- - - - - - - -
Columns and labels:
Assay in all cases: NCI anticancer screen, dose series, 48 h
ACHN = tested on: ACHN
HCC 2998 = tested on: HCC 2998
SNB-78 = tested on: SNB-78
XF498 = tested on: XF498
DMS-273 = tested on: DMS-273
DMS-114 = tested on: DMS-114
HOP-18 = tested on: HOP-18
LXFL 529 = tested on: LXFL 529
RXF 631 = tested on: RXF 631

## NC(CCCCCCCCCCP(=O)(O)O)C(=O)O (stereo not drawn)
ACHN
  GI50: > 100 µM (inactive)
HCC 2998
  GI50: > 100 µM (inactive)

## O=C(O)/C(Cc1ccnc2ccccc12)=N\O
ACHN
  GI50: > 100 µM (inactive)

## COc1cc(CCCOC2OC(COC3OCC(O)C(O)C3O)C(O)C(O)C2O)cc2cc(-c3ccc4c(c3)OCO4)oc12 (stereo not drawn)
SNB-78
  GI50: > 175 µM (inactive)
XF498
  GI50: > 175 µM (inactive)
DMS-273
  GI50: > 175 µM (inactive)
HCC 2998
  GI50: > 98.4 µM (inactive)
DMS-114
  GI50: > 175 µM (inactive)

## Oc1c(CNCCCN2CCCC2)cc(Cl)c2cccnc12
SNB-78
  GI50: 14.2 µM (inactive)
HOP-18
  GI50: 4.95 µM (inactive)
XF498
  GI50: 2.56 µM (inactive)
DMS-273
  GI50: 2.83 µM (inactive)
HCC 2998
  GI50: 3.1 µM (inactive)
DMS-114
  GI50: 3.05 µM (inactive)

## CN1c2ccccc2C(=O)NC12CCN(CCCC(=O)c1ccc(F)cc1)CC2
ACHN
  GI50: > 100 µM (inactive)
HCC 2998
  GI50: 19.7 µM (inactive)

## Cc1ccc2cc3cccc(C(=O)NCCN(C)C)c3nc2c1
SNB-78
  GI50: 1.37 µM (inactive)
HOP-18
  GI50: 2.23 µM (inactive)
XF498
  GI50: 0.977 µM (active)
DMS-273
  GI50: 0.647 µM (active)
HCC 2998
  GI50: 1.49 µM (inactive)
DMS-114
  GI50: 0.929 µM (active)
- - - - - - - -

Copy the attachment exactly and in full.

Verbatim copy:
Columns and labels:
Assay in all cases: NCI anticancer screen, dose series, 48 h
ACHN = tested on: ACHN
HCC 2998 = tested on: HCC 2998
SNB-78 = tested on: SNB-78
XF498 = tested on: XF498
DMS-273 = tested on: DMS-273
DMS-114 = tested on: DMS-114
HOP-18 = tested on: HOP-18
LXFL 529 = tested on: LXFL 529
RXF 631 = tested on: RXF 631

## NC(CCCCCCCCCCP(=O)(O)O)C(=O)O (stereo not drawn)
ACHN
  GI50: > 100 µM (inactive)
HCC 2998
  GI50: > 100 µM (inactive)

## O=C(O)/C(Cc1ccnc2ccccc12)=N\O
ACHN
  GI50: > 100 µM (inactive)

## COc1cc(CCCOC2OC(COC3OCC(O)C(O)C3O)C(O)C(O)C2O)cc2cc(-c3ccc4c(c3)OCO4)oc12 (stereo not drawn)
SNB-78
  GI50: > 175 µM (inactive)
XF498
  GI50: > 175 µM (inactive)
DMS-273
  GI50: > 175 µM (inactive)
HCC 2998
  GI50: > 98.4 µM (inactive)
DMS-114
  GI50: > 175 µM (inactive)

## Oc1c(CNCCCN2CCCC2)cc(Cl)c2cccnc12
SNB-78
  GI50: 14.2 µM (inactive)
HOP-18
  GI50: 4.95 µM (inactive)
XF498
  GI50: 2.56 µM (inactive)
DMS-273
  GI50: 2.83 µM (inactive)
HCC 2998
  GI50: 3.1 µM (inactive)
DMS-114
  GI50: 3.05 µM (inactive)

## CN1c2ccccc2C(=O)NC12CCN(CCCC(=O)c1ccc(F)cc1)CC2
ACHN
  GI50: > 100 µM (inactive)
HCC 2998
  GI50: 19.7 µM (inactive)

## Cc1ccc2cc3cccc(C(=O)NCCN(C)C)c3nc2c1
SNB-78
  GI50: 1.37 µM (inactive)
HOP-18
  GI50: 2.23 µM (inactive)
XF498
  GI50: 0.977 µM (active)
DMS-273
  GI50: 0.647 µM (active)
HCC 2998
  GI50: 1.49 µM (inactive)
DMS-114
  GI50: 0.929 µM (active)